• Some itemviews contain useless dividers. If you look at the result of an Android Market search or at your installed applications, you’ll notice a grey line on the right. Making sure your UI is pixel-perfect can be easily done using Hierarchy Viewer and its Pixel Perfect perspective.

  • Reflect the pressed and focused states. This is usually done by changing the appearance of the background. For instance, the Android Market changes the background to a blue color when an itemview is pressed. In the “Featured” screen, the application acts differently by adding a blue overlay. Responding to user actions is a good practice as it indicates the application is responsive. However, make sure the appearance changes do not interfere with the application usability. The screenshot below gives you an example of a pressed itemview being almost unreadable (look at the globe icon). In order to prevent such a behavior, you can use classes like ColorStateList and/or StateListDrawables.

  • The new Android Market shows applications in a “block-manner”. As a result, ListView are made of blocks, each block representing an application. In portrait mode, each line is made of two blocks (3 in landscape). There are some situations where the actual number of blocks per line is different from the possible number of blocks per line. This makes the ListView like “broken” which is disturbing for a user. A solution would have been either to make sure lines are complete or to create a block representing the empty state.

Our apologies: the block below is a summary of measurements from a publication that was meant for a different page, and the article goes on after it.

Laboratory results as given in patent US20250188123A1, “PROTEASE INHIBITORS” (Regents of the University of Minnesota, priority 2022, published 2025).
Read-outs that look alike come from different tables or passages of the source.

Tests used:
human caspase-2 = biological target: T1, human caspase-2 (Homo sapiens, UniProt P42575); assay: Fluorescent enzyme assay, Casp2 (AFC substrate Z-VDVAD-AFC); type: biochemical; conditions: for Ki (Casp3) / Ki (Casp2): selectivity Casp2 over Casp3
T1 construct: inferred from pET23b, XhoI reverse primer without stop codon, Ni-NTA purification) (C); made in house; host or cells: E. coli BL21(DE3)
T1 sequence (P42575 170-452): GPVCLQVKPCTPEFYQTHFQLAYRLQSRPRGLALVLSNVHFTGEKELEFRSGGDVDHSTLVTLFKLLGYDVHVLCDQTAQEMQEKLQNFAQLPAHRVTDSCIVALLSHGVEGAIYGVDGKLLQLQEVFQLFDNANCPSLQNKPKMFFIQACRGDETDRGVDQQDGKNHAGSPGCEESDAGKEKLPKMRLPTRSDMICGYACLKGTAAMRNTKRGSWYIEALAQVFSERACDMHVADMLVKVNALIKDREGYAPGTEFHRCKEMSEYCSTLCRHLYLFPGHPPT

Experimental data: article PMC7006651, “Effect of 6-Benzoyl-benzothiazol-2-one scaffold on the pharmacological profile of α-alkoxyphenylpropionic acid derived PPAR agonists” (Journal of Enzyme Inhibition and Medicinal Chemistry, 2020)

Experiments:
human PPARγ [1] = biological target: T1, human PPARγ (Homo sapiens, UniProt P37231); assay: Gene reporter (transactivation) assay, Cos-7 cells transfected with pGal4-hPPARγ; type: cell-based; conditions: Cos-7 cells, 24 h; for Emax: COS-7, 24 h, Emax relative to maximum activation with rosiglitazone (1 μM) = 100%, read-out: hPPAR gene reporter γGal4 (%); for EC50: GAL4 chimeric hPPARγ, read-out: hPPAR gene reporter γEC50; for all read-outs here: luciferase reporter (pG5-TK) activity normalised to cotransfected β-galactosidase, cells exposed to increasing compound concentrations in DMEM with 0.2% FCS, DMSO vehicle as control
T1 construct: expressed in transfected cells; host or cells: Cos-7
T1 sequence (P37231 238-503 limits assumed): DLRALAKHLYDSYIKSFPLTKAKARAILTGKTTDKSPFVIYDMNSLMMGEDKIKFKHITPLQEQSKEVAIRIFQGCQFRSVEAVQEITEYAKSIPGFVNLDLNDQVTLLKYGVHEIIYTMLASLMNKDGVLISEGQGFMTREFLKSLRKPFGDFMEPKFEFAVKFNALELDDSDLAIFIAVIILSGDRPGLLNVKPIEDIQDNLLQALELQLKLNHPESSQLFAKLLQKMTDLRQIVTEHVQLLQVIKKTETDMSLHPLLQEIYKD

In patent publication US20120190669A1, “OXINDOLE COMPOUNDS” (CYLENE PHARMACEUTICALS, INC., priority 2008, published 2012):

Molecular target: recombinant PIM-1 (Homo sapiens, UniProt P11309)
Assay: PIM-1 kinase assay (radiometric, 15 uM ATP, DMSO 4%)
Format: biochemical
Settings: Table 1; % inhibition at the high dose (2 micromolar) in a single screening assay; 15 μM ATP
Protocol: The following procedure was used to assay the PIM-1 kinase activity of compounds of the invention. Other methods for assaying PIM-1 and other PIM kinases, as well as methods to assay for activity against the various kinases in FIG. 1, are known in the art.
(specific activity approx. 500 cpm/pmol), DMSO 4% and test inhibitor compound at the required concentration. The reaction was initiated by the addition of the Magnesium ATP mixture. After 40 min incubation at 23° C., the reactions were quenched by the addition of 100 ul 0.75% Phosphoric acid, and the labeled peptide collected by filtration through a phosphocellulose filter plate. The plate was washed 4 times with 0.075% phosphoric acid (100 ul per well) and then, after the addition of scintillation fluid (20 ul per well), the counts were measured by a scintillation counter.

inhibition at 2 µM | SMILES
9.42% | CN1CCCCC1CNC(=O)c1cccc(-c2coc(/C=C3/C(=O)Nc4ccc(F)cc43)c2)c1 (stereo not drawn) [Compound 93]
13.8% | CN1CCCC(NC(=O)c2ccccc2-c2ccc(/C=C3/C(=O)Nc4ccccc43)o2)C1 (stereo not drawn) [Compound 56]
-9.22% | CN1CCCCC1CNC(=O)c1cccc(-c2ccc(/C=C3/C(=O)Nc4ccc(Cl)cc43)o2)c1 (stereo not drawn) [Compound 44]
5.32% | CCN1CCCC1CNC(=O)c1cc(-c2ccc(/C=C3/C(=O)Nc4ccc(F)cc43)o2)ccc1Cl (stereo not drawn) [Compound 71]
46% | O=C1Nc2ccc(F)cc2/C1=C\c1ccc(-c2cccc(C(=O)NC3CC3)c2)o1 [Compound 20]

• If you go to the “My apps” screen (via the menu), you will notice application icons are loaded asynchrounously. Loading images (from the network or the filesystem) from a background Thread is often the good way to go as it prevents blocking the main thread (this thread is used to dispatch drawing events, touch events, etc.). Unfortunately the first time an icon is loaded in the “My apps” screen, it is displayed at a small size. If you scroll enough to make the icon disappear and scroll back to the original position, the icon size will have changed. Very weird, isn’t it?

What’s good

  • ListViews are not ListViews but rather true scrollable content! The complete redesign gives a new innovative look to the application. Whenever possible, try to design your itemviews to get away from the regular title/subtitle pattern. The Android Market made it awesome by creating blocks in which important information (title, icon) are more attractive (black over lightgrey) than secondary information (author, rating).

  • I love the new detail screen. It is clear, simple and contains everything you need to get a quick overview of the application information.

  • The new Android Market uses a lot of images. The best example is probably the “Featured” screen which is very attractive and eye-candy.

  • When updating an application that require new permissions, the application now shows the differences between those permissions. This is a very great feature that was previously missing (thanks to @foxykeep for pointing me out this addition)

  • As a very demanding user and developer, I think Android Market contains a lot of features that make the application innovative. I won’t give you an explanation of those features here but you can have a look at the excellent blog of Kirill Grouchnikov (an engineer working on the Android Market application at Google). Among those features: reflections, synchronized scrolling, images cross-fading, swipey tabs, etc.

I think that’s all folks! I hope you will follow the advices I have given in this post while developing your applications. As usual feel free to leave a comment below if you are want to discuss about some of the points.